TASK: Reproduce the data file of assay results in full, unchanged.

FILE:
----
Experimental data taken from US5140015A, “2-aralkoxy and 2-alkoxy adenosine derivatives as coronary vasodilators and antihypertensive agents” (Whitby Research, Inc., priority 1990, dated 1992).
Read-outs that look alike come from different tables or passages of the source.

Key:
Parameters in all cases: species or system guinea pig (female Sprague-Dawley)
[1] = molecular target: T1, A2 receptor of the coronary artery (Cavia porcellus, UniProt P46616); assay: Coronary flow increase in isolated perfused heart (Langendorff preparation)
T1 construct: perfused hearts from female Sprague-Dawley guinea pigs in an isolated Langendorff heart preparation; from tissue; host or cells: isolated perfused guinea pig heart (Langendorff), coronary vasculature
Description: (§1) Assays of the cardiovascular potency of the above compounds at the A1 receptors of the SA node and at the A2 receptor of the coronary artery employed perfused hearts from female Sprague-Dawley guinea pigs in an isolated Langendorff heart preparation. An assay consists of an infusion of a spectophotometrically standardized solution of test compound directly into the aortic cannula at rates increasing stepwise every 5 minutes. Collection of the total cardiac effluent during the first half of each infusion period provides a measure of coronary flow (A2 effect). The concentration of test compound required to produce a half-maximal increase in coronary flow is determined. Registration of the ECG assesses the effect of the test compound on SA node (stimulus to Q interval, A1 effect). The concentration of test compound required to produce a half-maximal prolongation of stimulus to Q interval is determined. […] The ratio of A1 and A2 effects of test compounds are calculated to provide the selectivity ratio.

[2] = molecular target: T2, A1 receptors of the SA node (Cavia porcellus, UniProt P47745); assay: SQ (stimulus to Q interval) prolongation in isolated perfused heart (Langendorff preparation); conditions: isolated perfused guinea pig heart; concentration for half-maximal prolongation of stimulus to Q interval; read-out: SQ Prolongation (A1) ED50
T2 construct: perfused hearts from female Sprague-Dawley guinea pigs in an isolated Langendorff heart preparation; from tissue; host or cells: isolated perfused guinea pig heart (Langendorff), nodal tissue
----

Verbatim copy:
Experimental data taken from US5140015A, “2-aralkoxy and 2-alkoxy adenosine derivatives as coronary vasodilators and antihypertensive agents” (Whitby Research, Inc., priority 1990, dated 1992).
Read-outs that look alike come from different tables or passages of the source.

Key:
Parameters in all cases: species or system guinea pig (female Sprague-Dawley)
[1] = molecular target: T1, A2 receptor of the coronary artery (Cavia porcellus, UniProt P46616); assay: Coronary flow increase in isolated perfused heart (Langendorff preparation)
T1 construct: perfused hearts from female Sprague-Dawley guinea pigs in an isolated Langendorff heart preparation; from tissue; host or cells: isolated perfused guinea pig heart (Langendorff), coronary vasculature
Description: (§1) Assays of the cardiovascular potency of the above compounds at the A1 receptors of the SA node and at the A2 receptor of the coronary artery employed perfused hearts from female Sprague-Dawley guinea pigs in an isolated Langendorff heart preparation. An assay consists of an infusion of a spectophotometrically standardized solution of test compound directly into the aortic cannula at rates increasing stepwise every 5 minutes. Collection of the total cardiac effluent during the first half of each infusion period provides a measure of coronary flow (A2 effect). The concentration of test compound required to produce a half-maximal increase in coronary flow is determined. Registration of the ECG assesses the effect of the test compound on SA node (stimulus to Q interval, A1 effect). The concentration of test compound required to produce a half-maximal prolongation of stimulus to Q interval is determined. […] The ratio of A1 and A2 effects of test compounds are calculated to provide the selectivity ratio.

[2] = molecular target: T2, A1 receptors of the SA node (Cavia porcellus, UniProt P47745); assay: SQ (stimulus to Q interval) prolongation in isolated perfused heart (Langendorff preparation); conditions: isolated perfused guinea pig heart; concentration for half-maximal prolongation of stimulus to Q interval; read-out: SQ Prolongation (A1) ED50
T2 construct: perfused hearts from female Sprague-Dawley guinea pigs in an isolated Langendorff heart preparation; from tissue; host or cells: isolated perfused guinea pig heart (Langendorff), nodal tissue